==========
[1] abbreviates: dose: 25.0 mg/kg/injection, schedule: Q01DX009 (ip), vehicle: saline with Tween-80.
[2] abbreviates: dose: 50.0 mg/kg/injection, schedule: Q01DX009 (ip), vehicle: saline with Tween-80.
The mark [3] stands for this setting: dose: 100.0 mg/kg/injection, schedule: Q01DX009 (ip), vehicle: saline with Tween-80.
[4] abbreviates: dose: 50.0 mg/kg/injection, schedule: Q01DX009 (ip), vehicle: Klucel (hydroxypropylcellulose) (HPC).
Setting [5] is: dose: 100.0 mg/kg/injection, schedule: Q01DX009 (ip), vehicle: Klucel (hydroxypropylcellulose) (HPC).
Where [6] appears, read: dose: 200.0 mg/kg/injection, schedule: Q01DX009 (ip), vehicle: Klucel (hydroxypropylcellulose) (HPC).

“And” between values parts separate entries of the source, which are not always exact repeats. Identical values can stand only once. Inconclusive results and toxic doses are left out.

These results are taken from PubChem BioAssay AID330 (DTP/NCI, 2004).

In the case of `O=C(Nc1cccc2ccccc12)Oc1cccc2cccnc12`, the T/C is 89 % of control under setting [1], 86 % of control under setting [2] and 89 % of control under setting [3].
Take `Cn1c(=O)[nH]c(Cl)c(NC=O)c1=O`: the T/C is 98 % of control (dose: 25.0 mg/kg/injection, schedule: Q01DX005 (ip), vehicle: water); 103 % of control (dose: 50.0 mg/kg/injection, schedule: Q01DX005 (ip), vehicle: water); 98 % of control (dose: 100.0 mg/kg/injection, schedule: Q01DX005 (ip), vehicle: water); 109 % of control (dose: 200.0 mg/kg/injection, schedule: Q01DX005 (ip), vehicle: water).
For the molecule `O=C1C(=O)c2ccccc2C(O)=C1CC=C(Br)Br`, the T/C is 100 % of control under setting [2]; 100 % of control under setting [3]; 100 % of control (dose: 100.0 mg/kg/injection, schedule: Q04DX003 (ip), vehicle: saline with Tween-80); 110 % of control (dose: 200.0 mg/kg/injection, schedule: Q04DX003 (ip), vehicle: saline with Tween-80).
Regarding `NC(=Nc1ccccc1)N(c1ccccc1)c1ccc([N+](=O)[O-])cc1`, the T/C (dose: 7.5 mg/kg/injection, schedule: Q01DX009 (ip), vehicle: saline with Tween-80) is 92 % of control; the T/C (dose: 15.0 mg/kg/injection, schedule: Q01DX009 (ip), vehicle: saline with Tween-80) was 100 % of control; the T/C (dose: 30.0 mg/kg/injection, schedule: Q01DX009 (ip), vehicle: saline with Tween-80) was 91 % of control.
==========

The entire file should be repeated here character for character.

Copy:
[1] abbreviates: dose: 25.0 mg/kg/injection, schedule: Q01DX009 (ip), vehicle: saline with Tween-80.
[2] abbreviates: dose: 50.0 mg/kg/injection, schedule: Q01DX009 (ip), vehicle: saline with Tween-80.
The mark [3] stands for this setting: dose: 100.0 mg/kg/injection, schedule: Q01DX009 (ip), vehicle: saline with Tween-80.
[4] abbreviates: dose: 50.0 mg/kg/injection, schedule: Q01DX009 (ip), vehicle: Klucel (hydroxypropylcellulose) (HPC).
Setting [5] is: dose: 100.0 mg/kg/injection, schedule: Q01DX009 (ip), vehicle: Klucel (hydroxypropylcellulose) (HPC).
Where [6] appears, read: dose: 200.0 mg/kg/injection, schedule: Q01DX009 (ip), vehicle: Klucel (hydroxypropylcellulose) (HPC).

“And” between values parts separate entries of the source, which are not always exact repeats. Identical values can stand only once. Inconclusive results and toxic doses are left out.

These results are taken from PubChem BioAssay AID330 (DTP/NCI, 2004).

In the case of `O=C(Nc1cccc2ccccc12)Oc1cccc2cccnc12`, the T/C is 89 % of control under setting [1], 86 % of control under setting [2] and 89 % of control under setting [3].
Take `Cn1c(=O)[nH]c(Cl)c(NC=O)c1=O`: the T/C is 98 % of control (dose: 25.0 mg/kg/injection, schedule: Q01DX005 (ip), vehicle: water); 103 % of control (dose: 50.0 mg/kg/injection, schedule: Q01DX005 (ip), vehicle: water); 98 % of control (dose: 100.0 mg/kg/injection, schedule: Q01DX005 (ip), vehicle: water); 109 % of control (dose: 200.0 mg/kg/injection, schedule: Q01DX005 (ip), vehicle: water).
For the molecule `O=C1C(=O)c2ccccc2C(O)=C1CC=C(Br)Br`, the T/C is 100 % of control under setting [2]; 100 % of control under setting [3]; 100 % of control (dose: 100.0 mg/kg/injection, schedule: Q04DX003 (ip), vehicle: saline with Tween-80); 110 % of control (dose: 200.0 mg/kg/injection, schedule: Q04DX003 (ip), vehicle: saline with Tween-80).
Regarding `NC(=Nc1ccccc1)N(c1ccccc1)c1ccc([N+](=O)[O-])cc1`, the T/C (dose: 7.5 mg/kg/injection, schedule: Q01DX009 (ip), vehicle: saline with Tween-80) is 92 % of control; the T/C (dose: 15.0 mg/kg/injection, schedule: Q01DX009 (ip), vehicle: saline with Tween-80) was 100 % of control; the T/C (dose: 30.0 mg/kg/injection, schedule: Q01DX009 (ip), vehicle: saline with Tween-80) was 91 % of control.